Authors:E. Idehen, O. Kehinde, X. Wang, and A. Popoola
‘Egusi’ melon Citrullus lanatus (Thunb.) Matsum. & Nakai is an important vegetable crop in Nigeria, grown for its edible seeds and oils. The diverse areas in which the crop is cultivated make it a rich source of genetic resources for the species. To explore its diversity, 50 accessions of ‘egusi’ melon were collected from different agro-ecological parts of Nigeria and were evaluated using 25 simple sequence repeat (SSR) markers. A total of 49 bands were scored, of which 42 were polymorphic, accounting for 93.60% of the polymorphic loci. The PIC value ranged from 0.36–0.80. UPGMA cluster analysis revealed five distinct groups for SSR. PCA analysis revealed the distinction of the accessions NG/OE/MAR/09/014, NG/TO/APR/09/027 and A8. Based on the results of this study, SSR markers appear to be particularly useful for the estimation of genetic similarity among diverse accessions of melon.
The growing interest in emmer cultivation has no doubt been stimulated by the increasing demand for traditional foods with an image of naturalness, especially on the organic market. The new economic situation could stimulate the breeding and production of emmer as the source of an especially valuable foodstuff. It is the task of breeders to produce emmer varieties that can survive even the hardest winter occurring in the targeted cultivation area without serious damage. The best sources to improve the winter hardiness are probably the emmer genetic resources stored in genebanks. Unfortunately no public data are available on the frost tolerance and winter hardiness of the various genebank accessions. In the present research the frost tolerance and winter hardiness of 10 winter emmer genebank accessions were studied under nursery and phytotronic conditions. The results suggest that the majority of the populations studied are frost-sensitive, and only few landraces have an acceptable level of winter hardiness and frost resistance.
Authors:K. Niwa, H. Suzuki, T. Tominaga, S. Nasim, R. Anwar, M. Ogawa, and Y. Furuta
SDS-PAGE was used to determine the variation in high molecular weight glutenin subunits (HMW-GS) alleles present in 170 landraces of common wheat from Sindh, Balochistan and NWFP in Pakistan. Three alleles for
, six alleles for
and four alleles for
were detected. These included three new alleles, namely
, which had not previously been found in landraces of Pakistani wheat. Furthermore,
, which are considered to be endemic alleles in Pakistan and Afghanistan, were both detected from Balochistan. Twenty genotypes were identified based on combinations of alleles at the three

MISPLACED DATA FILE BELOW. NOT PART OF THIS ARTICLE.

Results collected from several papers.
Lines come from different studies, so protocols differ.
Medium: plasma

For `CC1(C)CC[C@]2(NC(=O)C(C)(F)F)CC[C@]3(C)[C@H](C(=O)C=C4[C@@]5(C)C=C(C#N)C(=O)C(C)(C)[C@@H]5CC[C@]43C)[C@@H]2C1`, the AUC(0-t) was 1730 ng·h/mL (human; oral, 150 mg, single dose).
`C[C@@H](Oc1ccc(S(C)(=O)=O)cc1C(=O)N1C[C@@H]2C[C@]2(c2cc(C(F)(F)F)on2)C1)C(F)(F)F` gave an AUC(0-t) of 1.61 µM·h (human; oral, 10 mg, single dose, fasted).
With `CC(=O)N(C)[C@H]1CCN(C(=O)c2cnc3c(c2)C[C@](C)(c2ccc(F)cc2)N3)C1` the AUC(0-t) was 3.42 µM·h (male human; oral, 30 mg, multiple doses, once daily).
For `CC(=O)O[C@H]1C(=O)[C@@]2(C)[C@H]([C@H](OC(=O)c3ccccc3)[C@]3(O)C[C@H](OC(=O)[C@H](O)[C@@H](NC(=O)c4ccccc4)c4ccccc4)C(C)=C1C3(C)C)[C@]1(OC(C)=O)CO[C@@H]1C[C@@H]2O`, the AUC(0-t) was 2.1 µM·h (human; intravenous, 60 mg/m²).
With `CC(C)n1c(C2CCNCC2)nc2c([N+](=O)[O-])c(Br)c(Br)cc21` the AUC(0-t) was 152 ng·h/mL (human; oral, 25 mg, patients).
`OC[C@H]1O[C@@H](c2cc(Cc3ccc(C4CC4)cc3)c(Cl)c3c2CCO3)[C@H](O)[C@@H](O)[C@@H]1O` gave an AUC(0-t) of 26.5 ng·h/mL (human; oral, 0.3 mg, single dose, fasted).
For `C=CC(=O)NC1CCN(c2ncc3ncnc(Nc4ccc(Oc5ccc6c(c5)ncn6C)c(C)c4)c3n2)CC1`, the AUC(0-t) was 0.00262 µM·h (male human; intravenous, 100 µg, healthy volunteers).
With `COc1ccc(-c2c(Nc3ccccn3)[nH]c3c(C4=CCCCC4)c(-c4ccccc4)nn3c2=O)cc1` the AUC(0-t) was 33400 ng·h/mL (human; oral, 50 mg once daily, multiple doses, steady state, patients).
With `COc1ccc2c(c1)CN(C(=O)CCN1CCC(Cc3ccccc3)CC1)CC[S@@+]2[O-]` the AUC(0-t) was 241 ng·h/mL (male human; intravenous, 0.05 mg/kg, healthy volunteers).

loci. The present study showed that Pakistani landraces of common wheat have maintained a broad diversity of HMW-GS alleles, and that they may serve as genetic resources to improve wheat varieties adapted to Pakistani climatic and edaphic conditions.
Authors:S. Figlan, T.A. Baloyi, T. Hlongoane, T.G. Terefe, H. Shimelis, and T.J. Tsilo
Phenotypic and genotypic evaluation of wheat genetic resources and development of segregating populations are pre-requisites for identifying rust resistance genes. The objectives of this study were to assess adult plant resistance (APR) of selected wheat genotypes to leaf rust and stem rust and to develop segregating populations for resistance breeding. Eight selected Kenyan cultivars with known resistance to stem rust, together with local checks were evaluated for leaf rust and stem rust resistance at seedling stage and also across several environments. Selected diagnostic markers were used to determine the presence of known genes. All eight cultivars were crossed with local checks using a bi-parental mating design. Seedling tests revealed that parents exhibited differential infection types against wheat rust races. Cultivars Paka and Popo consistently showed resistant infection types at seedling stage, while Gem, Romany, Pasa, Fahari, Kudu, Ngiri and Kariega varied for resistant and susceptible infection types depending on the pathogen race used. The control cultivars Morocco and McNair consistently showed susceptible infection types as expected. In the field, all cultivars except for Morocco showed moderate to high levels of resistance, indicating the presence of effective resistance genes. Using diagnostic markers, presence of Lr34 was confirmed in Gem, Fahari, Kudu, Ngiri and Kariega, while Sr2 was present in Gem, Romany, Paka and Kudu. Seedling resistance gene, Sr35, was only detected in cultivar Popo. Overall, the study developed 909 F6:8 recombinant inbred lines (RILs) as part of the nested mating design and are useful genetic resources for further studies and for mapping wheat rust resistance genes.